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Potty Training Regression Joplin MO

Potty training regression is not something that is uncommon. Children in Joplin who are toilet-trained will regress when they are going through periods of adjustments. Even though your child may have been toilet-trained earlier, he may still find it difficult to adjust to the new toilet habits.

Stephen McCullough
(417) 347-7770
Joplin, MO
Practice Areas
Clinical Mental Health, Couples & Family, Sexual Abuse Recovery, Depression/Grief/Chronically or Terminally Ill, Mental Health/Agency Counseling
Certifications
National Certified Counselor

Ronald Woody
(417) 782-1443
Joplin, MO
Practice Areas
Childhood & Adolescence, Aging/Gerontological, Couples & Family, Depression/Grief/Chronically or Terminally Ill, Mental Health/Agency Counseling
Certifications
National Certified Counselor

Sherri Severson
(417) 455-5875
Neosho, MO
Practice Areas
Childhood & Adolescence, Couples & Family, Sexual Abuse Recovery, Depression/Grief/Chronically or Terminally Ill, Disaster Counseling
Certifications
National Certified Counselor

Associates Of Herndon Snider PC
(417) 623-1381
2650 E 32nd St Ste 221
Joplin, MO
 
Applied Psychological Services PC
(417) 627-9601
2700 N. Rangeline Rd.
Joplin, MO
 
James Clement
(417) 627-9601
Joplin, MO
Practice Areas
Childhood & Adolescence, Couples & Family, Sexual Abuse Recovery, Sports Counseling, Depression/Grief/Chronically or Terminally Ill
Certifications
National Certified Counselor

Kevin Walker
(417) 540-0242
Webb City, MO
Practice Areas
Addictions and Dependency, Career Development, Childhood & Adolescence, Couples & Family, Depression/Grief/Chronically or Terminally Ill
Certifications
National Certified Counselor

Agee Ron EDS LPC
(417) 626-7900
1905 W 32nd St Ste 305
Joplin, MO
 
Healing The Family Center Inc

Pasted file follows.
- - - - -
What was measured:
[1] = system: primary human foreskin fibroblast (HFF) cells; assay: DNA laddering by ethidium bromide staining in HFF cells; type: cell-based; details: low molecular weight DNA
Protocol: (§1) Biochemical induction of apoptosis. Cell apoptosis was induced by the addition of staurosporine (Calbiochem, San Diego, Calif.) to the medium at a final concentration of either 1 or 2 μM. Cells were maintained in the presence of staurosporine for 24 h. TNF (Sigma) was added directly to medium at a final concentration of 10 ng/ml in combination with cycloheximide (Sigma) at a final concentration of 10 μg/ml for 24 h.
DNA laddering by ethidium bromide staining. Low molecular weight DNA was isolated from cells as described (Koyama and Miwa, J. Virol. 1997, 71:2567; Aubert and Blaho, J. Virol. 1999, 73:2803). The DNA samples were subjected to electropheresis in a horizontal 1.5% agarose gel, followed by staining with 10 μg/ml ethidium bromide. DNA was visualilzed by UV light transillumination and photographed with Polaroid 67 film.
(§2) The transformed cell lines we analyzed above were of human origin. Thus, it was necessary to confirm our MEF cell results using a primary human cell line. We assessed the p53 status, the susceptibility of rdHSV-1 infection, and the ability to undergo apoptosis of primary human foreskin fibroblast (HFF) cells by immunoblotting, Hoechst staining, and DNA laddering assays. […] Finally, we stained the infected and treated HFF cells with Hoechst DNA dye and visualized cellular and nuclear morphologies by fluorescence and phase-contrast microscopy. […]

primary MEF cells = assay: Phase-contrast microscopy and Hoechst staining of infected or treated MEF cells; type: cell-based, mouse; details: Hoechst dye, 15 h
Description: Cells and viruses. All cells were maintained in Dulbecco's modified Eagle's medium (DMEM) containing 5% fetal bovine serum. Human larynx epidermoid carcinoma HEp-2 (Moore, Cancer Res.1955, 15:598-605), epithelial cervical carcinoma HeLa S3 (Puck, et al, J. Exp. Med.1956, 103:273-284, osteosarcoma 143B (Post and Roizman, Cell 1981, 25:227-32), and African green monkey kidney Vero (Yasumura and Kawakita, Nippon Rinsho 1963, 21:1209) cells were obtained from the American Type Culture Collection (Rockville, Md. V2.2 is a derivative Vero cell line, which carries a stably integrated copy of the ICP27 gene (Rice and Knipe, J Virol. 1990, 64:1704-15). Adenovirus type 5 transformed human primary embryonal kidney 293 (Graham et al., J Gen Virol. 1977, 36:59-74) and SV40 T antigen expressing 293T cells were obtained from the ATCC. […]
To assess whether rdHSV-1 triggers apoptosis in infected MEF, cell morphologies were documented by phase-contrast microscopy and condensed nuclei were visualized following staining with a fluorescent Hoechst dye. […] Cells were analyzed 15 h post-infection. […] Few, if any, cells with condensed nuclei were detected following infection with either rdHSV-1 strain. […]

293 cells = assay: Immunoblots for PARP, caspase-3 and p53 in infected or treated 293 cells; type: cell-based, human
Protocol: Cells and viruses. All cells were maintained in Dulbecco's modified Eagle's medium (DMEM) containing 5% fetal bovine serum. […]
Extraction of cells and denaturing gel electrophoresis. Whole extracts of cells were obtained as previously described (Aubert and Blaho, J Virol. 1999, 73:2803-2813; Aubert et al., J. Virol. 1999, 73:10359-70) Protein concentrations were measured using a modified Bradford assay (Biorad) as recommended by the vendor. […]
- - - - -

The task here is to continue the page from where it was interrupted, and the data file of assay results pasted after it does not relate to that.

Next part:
(417) 624-8333
508 E 32nd St
Joplin, MO
 
Healthepath Associates Inc
(417) 626-7900
1905 W 32nd Street Suite 305
Joplin, MO
 

Potty Training Regression

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Potty training regression is not something uncommon. Children who are toilet-trained will regress when they are going through periods of adjustments. Even though your child may have been toilet-trained earlier, he may still find it difficult to adjust to the new toilet habits.

Toilet-training takes time and patience. It does not mean that once he is off his disposable diapers, he is toilet-trained. Children this age will have accidents on and off during the learning period.

Your child may feel equally disappointed when he has accidents and wets himself. He needs you to tell him that it is okay because he is still learning. Help him to get through this difficult period with minimal stress and pressure. Toilet-training is successful when parents are relaxed and understanding.

Do not regard toilet-training as a disciplinary matter. Your child will be more comfortable with the learning process when you support him unconditionally. If you punish him when he has accidents, he will defy you with more frequent accidents. When he does wet himself, handle it matter-of-factly and show him how he can clean up and change into a new set of clothes.

You can reward him with praises and special attention when he remembers to use the toilet instead of wetting himself. Positive reinforcement build a child's self-confidence. Praise your child for doing his best.

Do not feel guilty when your child regresses in his toilet habits. Some mothers take this potty training regression personally and feel that they may not have done a good job in toilet training. As parents, we must also recognise that there are certain things which children must do by themselves. If you want your child to be successful in his toilet habits, you must allow him some control over this matter.

You can offer him ideas on how to relax such as counting to five (even though he may not have learnt to count yet) or taking a deep breath whenever he feels the sensation to let go before he reaches the toilet. These are ways that you may want to let him know that you are supporting him. Do not insist that he follows your ideas if he is not comfortable with them. Let him choose what is best for him. You can set certain limits to what is appropriate behaviour and what is not, but you must always remember to focus on his positive behaviour. Catch him when he is good.

Visit Parentingtoddlers.com for more information